Secure and Privacy-Preserving Vehicular Communications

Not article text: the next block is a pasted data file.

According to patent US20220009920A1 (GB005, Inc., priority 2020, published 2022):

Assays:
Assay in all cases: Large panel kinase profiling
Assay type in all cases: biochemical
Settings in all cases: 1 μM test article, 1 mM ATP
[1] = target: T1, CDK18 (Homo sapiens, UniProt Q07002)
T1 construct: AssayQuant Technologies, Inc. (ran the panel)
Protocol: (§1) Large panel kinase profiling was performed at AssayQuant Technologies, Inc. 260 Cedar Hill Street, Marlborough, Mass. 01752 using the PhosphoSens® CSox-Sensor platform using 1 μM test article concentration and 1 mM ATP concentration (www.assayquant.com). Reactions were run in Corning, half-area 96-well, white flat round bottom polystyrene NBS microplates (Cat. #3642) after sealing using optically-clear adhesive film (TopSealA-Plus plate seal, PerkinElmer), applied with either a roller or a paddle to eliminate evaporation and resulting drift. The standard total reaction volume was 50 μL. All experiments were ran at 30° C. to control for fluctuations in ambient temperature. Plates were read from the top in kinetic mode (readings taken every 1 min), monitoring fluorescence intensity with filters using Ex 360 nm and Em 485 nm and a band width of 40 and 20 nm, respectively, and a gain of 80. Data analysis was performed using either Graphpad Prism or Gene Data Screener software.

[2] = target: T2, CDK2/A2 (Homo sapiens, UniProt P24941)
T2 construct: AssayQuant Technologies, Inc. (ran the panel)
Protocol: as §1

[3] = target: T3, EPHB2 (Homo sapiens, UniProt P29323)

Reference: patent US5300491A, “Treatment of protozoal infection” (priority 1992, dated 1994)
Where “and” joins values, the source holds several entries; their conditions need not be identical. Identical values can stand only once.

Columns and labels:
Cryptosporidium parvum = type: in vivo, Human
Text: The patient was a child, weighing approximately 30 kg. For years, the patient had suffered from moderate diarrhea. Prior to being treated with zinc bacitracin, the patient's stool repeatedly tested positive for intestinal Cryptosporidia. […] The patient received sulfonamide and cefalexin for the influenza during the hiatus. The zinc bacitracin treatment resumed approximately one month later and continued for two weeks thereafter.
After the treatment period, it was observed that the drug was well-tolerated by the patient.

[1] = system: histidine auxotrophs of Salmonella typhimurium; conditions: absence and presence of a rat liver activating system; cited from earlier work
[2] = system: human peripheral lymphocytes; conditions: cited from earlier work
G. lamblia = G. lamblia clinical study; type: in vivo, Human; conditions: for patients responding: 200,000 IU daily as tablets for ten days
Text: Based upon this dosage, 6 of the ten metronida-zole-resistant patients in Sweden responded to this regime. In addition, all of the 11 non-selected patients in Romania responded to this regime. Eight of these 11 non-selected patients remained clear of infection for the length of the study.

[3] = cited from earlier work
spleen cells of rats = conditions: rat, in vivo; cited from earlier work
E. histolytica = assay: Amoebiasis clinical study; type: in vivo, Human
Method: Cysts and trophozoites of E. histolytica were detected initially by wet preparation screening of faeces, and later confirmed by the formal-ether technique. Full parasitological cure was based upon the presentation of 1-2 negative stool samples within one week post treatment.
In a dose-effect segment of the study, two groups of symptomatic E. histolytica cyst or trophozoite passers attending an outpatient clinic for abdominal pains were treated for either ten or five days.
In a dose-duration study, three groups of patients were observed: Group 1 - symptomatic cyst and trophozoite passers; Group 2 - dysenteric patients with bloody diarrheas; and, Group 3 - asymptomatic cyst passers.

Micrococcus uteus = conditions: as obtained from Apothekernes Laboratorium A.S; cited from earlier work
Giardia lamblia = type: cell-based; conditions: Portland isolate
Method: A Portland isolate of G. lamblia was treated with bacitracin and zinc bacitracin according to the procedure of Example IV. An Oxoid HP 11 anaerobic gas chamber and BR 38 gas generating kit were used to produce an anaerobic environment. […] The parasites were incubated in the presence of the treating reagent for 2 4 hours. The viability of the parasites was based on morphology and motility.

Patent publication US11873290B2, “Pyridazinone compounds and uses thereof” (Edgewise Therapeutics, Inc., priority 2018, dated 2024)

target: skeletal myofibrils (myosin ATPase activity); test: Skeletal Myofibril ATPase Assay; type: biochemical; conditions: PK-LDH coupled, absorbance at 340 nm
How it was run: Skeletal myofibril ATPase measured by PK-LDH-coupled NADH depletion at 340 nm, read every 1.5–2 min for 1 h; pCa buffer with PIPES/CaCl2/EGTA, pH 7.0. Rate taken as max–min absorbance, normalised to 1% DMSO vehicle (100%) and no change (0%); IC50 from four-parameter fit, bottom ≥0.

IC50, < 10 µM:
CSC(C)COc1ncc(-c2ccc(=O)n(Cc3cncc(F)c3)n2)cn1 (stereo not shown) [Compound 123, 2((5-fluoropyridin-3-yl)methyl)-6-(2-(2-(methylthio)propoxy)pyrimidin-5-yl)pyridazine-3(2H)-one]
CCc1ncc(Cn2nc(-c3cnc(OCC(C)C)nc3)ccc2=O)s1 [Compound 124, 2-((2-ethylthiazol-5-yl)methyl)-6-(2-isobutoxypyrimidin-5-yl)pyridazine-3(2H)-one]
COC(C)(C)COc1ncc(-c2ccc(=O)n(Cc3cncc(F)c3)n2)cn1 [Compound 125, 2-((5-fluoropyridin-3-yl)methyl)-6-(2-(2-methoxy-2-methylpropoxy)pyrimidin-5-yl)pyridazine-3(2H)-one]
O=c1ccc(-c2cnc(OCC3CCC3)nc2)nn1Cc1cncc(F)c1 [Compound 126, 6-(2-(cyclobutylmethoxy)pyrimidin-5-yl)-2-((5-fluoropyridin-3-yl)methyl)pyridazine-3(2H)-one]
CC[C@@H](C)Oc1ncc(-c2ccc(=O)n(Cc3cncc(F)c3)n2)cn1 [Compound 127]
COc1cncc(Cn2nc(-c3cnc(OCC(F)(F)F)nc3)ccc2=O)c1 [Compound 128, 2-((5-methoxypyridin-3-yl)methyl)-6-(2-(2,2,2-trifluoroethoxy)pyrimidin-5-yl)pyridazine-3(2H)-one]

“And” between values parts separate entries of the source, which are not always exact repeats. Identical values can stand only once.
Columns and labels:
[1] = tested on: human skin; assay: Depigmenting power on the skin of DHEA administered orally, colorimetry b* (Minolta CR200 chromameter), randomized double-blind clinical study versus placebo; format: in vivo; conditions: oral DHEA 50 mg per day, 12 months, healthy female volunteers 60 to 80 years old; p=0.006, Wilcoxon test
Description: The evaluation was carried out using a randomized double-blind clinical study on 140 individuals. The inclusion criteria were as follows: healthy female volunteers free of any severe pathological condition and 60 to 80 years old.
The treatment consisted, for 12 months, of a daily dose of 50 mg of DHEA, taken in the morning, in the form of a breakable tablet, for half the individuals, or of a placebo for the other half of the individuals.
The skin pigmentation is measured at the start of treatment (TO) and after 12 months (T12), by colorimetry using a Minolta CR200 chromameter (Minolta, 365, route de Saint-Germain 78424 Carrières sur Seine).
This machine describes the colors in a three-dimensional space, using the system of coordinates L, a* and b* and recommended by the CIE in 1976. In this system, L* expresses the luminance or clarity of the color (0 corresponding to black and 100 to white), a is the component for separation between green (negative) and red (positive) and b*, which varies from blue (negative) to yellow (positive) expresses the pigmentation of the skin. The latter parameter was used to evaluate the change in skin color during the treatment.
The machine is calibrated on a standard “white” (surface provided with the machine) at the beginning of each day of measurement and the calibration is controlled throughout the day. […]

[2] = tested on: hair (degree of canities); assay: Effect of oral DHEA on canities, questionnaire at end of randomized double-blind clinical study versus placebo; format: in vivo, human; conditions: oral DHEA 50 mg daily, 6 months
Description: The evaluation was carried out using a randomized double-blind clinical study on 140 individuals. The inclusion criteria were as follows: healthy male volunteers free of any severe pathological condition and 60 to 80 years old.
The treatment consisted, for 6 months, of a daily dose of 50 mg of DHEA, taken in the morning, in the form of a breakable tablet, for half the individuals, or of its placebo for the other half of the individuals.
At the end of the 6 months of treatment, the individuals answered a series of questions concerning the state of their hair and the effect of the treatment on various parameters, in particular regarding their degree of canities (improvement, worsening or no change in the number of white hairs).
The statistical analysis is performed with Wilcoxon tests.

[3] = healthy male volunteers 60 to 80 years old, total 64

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Road safety has been drawing increasing attention in the public, and has been subject to extensive efforts from both industry and academia in mitigating the impact of traffic accidents. Recent advances in wireless technology promise new approaches to facilitating road safety and traffic management, where each vehicle (or referred to as On-board unit (OBU)) is allowed to communicate with each other as well as with Roadside units (RSUs), which are located in some critical sections of the road, such as a traffic light, an intersection, and a stop sign. With the OBUs and RSUs, a self-organized network, called Vehicular Ad Hoc Network (VANET), can thus be formed. Unfortunately, VANETs have faced various security threats and privacy concerns, which would jeopardize the public safety and become the main barrier to the acceptance of such a new technology. Hence, addressing security and privacy issues is a prerequisite for a market-ready VANET. Although many studies have recently addressed a significant amount of efforts in solving the related problems, few of the studies has taken the scalability issues into consideration. When the traffic density is getting large, a vehicle may become unable to verify the authenticity of the messages sent by its neighbors in a timely manner, which may result in message loss so that public safety may be at risk. Communication overhead is another issue that has not been well addressed in previously reported studies. Many efforts have been made in recent years in achieving efficient broadcast source authentication and data integrity by using fast symmetric cryptography. However, the dynamic nature of VANETs makes it very challenging in the applicability of these symmetric cryptography-based protocols. In this research, we propose a novel Secure and Efficient RSU-aided Privacy Preservation Protocol, called SERP^3, in order to achieve efficient secure and privacy-preserving Inter-Vehicle Communications (IVCs). With the commitments of one-way key chains distributed to vehicles by RSUs, a vehicle can effectively authenticate any received message from vehicles nearby even in the presence of frequent change of its neighborship. Compared with previously reported public key infrastructure (PKI)-based packet authentication protocols for security and privacy, the proposed protocol not only retains the security and privacy preservation properties, but also has less packet loss ratio and lower communication overhead, especially when the road traffic is heavy. Therefore, the protocol solves the scalability and communication overhead issues, while maintaining acceptable packet latency. However, RSU may not exist in some situations, for example, in the early stage deployment phase of VANET, where unfortunately, SERP^3 is not suitable. Thus, we propose a complementary Efficient and Cooperative Message Validation Protocol, called ECMVP, where each vehicle probabilistically validates a certain percentage of its received messages based on its own computing capacity and then reports any invalid messages detected by it. Since the ultimate goal of designing VANET is to develop vehicle safety/non-safety related applications to improve road safety and facilitate traffic management, two vehicle applications are further proposed in the research to exploit the advantages of vehicular communications. First, a novel vehicle safety application for achieving a secure road traffic control system in VANETs is developed. The proposed application helps circumvent vehicles safely and securely through the areas in any abnormal situation, such as a car crash scene, while ensuring the security and privacy of the drivers from various threats. It not only enhances traveler safety but also minimizes capacity restrictions due to any unusual situation. Second, the dissertation investigates a novel mobile payment system for highway toll collection by way of vehicular communications, which addresses all the issues in the currently existing toll collection technologies.